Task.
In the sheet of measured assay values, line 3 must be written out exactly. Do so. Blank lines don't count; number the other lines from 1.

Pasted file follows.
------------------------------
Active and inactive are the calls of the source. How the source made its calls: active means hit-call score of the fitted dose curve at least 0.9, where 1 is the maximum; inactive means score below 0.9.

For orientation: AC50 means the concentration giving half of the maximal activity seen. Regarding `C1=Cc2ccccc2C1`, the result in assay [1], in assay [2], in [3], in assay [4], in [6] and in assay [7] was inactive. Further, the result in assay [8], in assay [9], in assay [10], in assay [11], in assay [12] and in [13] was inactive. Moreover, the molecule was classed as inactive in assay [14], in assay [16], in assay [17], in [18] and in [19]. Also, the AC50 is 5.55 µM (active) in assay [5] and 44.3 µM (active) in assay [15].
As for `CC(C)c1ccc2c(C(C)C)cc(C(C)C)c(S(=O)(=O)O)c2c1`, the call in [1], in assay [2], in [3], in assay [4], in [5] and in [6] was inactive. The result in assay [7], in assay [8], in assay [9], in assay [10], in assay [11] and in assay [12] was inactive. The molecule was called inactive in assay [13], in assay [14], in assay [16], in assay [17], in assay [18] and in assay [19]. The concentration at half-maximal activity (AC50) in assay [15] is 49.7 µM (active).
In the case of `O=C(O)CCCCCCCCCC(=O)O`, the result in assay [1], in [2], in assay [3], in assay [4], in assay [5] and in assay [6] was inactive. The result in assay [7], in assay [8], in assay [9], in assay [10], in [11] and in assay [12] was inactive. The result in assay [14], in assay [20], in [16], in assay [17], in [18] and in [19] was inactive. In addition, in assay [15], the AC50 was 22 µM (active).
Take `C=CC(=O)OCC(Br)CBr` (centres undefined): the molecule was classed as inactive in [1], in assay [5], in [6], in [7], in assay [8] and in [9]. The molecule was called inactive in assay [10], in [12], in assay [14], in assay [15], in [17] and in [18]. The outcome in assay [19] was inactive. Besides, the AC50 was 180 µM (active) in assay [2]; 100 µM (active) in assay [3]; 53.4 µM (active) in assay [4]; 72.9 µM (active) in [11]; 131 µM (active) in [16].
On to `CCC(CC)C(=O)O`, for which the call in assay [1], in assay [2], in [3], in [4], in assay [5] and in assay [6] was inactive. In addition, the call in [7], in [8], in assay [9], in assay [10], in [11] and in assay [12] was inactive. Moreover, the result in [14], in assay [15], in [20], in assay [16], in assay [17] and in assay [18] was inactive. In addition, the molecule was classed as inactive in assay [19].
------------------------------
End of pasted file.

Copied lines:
As for `CC(C)c1ccc2c(C(C)C)cc(C(C)C)c(S(=O)(=O)O)c2c1`, the call in [1], in assay [2], in [3], in assay [4], in [5] and in [6] was inactive. The result in assay [7], in assay [8], in assay [9], in assay [10], in assay [11] and in assay [12] was inactive. The molecule was called inactive in assay [13], in assay [14], in assay [16], in assay [17], in assay [18] and in assay [19]. The concentration at half-maximal activity (AC50) in assay [15] is 49.7 µM (active).